I didn't mess a lot with the pointers, for now I cannot give more details on how they work.
This section is about musics and sound effects in game, how to handle them and other things. I discovered the playlist for maps and acts. But first you need to know how musics are ordered. The Sound Test list has nothing to do with the real order. They are referenced by their order at sound pointer list. Well, let's find out what is this...
Believe it or not, I found this by chance. It starts at 0x000EB420. Each sound uses 4 bytes for the location, plus 4 more bytes for unknown function. Any pointer that points to 0x000ECE08 (080ECE08) results in no sound. Fortunately SA1 and SA2 uses the same system, so music importing/exporting is possible. However, copy & paste isn't enough. The music itself has pointers at the end of its blocks that need to be changed to fit in the new game (only "loopable" musics).
Musics and sound effects are in this list.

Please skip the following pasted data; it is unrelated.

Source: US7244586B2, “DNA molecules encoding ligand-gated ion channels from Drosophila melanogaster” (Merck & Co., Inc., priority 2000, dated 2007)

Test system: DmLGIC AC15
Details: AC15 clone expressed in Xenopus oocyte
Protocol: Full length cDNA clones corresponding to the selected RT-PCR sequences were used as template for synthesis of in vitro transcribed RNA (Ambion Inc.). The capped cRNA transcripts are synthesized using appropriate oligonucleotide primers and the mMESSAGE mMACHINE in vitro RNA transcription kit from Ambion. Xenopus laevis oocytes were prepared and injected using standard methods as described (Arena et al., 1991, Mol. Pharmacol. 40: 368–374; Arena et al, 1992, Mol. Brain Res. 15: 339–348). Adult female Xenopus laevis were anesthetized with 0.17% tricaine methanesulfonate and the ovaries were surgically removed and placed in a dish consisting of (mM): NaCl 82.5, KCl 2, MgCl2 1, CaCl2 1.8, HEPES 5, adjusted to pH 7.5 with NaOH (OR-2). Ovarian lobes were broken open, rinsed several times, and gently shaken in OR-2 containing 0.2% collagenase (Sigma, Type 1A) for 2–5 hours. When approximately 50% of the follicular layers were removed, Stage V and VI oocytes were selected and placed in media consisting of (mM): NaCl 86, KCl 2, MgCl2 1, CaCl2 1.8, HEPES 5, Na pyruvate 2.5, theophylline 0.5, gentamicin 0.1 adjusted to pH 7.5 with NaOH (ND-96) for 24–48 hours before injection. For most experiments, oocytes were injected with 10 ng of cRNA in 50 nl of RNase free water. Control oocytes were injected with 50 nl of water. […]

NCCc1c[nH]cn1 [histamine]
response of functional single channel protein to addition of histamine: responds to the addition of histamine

The location given by the sound pointer holds a header made of 8 bytes. The first 2 bytes tells how many parts the music is formed, and consequently, how many pointers must be read after the header. The next 2 bytes have unknown function. The last 4 are the pointer for instrument definition, something like a sound driver maybe, it's essential however. Let's take music 01 (title) as example. It's at 0x00264A9C. At the header, you'll fin the following bytes, in this order: 06 00 14 80 F8 51 0E 08. The first 2 bytes indicate that there are 6 blocks used to form this music. So, after the last byte of the header, the game should read 6 groups of 4 bytes (6 pointers). Notice that those block pointers point to data behind the header. As the first block pointer is which points to the far away data (pointer with smaller value), then when you want to copy the whole music to other ROM or other place, begin to copy starting from the location of that pointer until the last byte of the last block pointer. After that, change the block pointers in accordance where the music is now. Example: the header was in CE0h, and now it is in 33450h. What you should have to do is to add 32770h (the difference between 33450h and CE0h) to the value of the block pointers.